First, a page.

Alas, we have seen that our thirst for order, our obsession to assign identities according to the place of birth or the skin color does not follow laws of physics. Let’s not forget that since, as we have seen with Mary Douglas, the identity of someone is to a large extent redefined by the place s/he is in, the social dynamics do not follow the law of Archimedes. When a European immigrates to an African country s/he is considered an expatriate, or conversely, when an African immigrates to a European country s/he is considered a migrant.
The acceptation to integrate newcomers within society requires, therefore, an effort of imagination and a critical analysis of our cultural automatisms. Migration in this respect represents a chance to critically rethink Europe and citizenship for the better. Let us not be the external repressive force that pushes strangers in corners — away to become the Other, the matter out of place, the filth that must be washed out.
[*] The word signified refers here to Saussure’s two-part model of the sign. Saussure defined a sign as being composed of: a ‘signifier’ (signifiant) – the form which the sign takes; and the ‘signified’ (signifié) – the concept it represents.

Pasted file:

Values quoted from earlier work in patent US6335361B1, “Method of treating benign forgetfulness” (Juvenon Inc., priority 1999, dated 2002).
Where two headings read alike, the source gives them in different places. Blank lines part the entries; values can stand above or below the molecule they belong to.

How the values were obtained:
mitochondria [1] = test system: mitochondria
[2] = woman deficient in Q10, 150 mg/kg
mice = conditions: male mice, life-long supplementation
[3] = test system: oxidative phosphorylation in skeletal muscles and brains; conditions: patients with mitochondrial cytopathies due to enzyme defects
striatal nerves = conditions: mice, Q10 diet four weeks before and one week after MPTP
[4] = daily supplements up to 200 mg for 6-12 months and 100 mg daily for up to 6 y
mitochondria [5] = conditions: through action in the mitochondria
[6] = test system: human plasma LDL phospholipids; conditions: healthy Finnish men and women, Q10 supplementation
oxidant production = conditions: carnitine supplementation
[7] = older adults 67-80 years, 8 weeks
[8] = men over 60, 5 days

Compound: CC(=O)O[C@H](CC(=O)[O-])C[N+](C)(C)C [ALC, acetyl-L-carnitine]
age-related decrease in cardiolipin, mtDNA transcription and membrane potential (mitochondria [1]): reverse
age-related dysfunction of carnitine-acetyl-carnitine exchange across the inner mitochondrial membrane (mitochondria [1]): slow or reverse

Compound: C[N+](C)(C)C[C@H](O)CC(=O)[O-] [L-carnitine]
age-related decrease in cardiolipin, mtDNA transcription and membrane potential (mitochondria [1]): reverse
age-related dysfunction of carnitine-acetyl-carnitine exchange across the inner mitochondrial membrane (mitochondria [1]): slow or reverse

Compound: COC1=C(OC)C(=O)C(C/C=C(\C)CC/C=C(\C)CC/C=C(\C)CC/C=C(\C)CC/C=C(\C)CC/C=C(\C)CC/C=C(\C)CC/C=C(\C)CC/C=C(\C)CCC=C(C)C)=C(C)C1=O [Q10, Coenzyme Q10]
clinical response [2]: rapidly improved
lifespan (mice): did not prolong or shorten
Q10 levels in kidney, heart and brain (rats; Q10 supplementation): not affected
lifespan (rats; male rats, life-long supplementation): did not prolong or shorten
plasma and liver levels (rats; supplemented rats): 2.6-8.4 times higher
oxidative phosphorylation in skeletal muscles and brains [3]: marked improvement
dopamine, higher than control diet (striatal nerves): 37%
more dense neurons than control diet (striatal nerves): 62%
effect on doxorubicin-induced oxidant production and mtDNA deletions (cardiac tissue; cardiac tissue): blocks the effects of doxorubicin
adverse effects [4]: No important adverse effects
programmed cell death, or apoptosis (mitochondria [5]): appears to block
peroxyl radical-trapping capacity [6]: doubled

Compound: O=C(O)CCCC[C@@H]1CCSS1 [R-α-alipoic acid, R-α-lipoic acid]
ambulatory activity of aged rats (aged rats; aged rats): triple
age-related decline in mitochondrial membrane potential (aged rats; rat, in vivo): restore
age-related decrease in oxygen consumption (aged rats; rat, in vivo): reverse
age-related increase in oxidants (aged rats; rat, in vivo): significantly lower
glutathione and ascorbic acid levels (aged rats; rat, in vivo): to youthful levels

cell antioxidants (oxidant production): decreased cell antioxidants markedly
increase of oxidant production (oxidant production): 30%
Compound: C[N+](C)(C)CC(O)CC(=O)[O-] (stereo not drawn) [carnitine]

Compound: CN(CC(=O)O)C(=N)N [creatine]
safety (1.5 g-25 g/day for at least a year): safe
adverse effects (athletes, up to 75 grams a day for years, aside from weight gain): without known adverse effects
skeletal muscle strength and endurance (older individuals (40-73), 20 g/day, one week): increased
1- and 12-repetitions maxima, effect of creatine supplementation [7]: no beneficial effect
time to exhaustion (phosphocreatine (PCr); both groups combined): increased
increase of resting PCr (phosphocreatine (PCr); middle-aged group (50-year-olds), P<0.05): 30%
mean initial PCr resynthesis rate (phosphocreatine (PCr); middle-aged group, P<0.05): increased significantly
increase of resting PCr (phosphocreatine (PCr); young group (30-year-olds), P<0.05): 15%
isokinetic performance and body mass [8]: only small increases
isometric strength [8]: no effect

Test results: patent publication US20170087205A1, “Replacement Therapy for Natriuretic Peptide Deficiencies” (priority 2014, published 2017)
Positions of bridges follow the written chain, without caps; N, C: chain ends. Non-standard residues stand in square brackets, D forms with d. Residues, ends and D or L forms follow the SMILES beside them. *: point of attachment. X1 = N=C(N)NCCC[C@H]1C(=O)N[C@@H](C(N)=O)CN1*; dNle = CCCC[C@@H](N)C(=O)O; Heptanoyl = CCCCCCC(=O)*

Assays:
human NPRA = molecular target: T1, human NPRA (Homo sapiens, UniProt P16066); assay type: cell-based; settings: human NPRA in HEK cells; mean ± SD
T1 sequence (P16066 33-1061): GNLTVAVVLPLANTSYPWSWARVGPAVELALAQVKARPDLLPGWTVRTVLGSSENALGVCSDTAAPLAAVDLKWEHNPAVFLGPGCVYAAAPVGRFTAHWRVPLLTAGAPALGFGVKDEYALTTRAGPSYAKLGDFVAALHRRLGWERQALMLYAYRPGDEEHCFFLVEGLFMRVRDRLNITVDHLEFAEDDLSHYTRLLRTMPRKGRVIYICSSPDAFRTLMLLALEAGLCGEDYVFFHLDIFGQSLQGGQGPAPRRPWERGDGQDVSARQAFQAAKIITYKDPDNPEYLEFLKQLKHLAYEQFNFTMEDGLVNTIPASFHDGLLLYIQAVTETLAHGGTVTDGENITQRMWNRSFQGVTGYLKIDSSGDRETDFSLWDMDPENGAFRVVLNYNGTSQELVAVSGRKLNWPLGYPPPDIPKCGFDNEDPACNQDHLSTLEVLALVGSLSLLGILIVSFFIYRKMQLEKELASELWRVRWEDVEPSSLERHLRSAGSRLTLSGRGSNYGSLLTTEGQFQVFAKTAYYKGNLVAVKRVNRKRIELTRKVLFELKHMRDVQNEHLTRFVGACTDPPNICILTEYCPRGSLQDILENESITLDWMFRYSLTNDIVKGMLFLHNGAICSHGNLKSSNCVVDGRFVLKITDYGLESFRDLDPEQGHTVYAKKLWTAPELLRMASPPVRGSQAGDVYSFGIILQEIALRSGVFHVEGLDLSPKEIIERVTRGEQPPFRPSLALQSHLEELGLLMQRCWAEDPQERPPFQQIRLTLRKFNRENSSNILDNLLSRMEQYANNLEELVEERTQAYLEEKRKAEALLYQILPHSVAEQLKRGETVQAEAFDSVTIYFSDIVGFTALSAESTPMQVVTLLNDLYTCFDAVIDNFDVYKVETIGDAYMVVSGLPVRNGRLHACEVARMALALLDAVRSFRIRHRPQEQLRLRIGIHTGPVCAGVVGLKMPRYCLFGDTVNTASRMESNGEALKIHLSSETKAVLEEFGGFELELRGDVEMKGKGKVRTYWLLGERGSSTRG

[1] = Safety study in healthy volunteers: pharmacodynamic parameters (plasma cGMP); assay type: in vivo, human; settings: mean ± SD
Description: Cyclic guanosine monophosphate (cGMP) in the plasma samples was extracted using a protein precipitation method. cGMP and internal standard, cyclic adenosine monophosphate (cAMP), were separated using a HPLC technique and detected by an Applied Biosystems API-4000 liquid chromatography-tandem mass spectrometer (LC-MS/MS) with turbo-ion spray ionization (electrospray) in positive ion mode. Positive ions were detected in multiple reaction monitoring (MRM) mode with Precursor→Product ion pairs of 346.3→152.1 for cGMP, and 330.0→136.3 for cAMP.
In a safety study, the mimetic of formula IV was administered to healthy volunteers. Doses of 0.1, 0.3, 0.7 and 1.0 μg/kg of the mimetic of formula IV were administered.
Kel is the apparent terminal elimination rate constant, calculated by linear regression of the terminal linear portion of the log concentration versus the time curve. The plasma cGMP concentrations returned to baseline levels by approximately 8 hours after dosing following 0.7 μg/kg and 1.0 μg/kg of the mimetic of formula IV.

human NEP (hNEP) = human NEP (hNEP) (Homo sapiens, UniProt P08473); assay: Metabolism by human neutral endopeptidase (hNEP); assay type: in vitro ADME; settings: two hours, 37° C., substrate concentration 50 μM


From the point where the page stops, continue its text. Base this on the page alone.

This text was first written to be read as an introduction to a debate with artists and anthropologists around the notion of displacement. The debate was part of the first Utopian Night, organized with the support of the Valletta2018 foundation. It took place in Valletta and Floriana on the 29th July 2017.
From the 30th July to the 5th August 2018, another Utopian Night will held in Mdina on the topic of encampment and borders.
The Utopian Nights are aimed to be a place for dissensus, a place to replace the displaced. The idea is that maybe, for a night at least, equality could rise, and in this new order of things and people, categories could be rethought.
Elise Billiard is an anthropologist. She is a visiting lecturer at the Department of Sociology and at the Faculty of the Built Environment at the University of Malta. She is also Strand Coordinator for the Valletta2018 Foundation. She has published in peer reviewed as well as in online journals. Finally, she is a member of the Institute of Utopian Studies.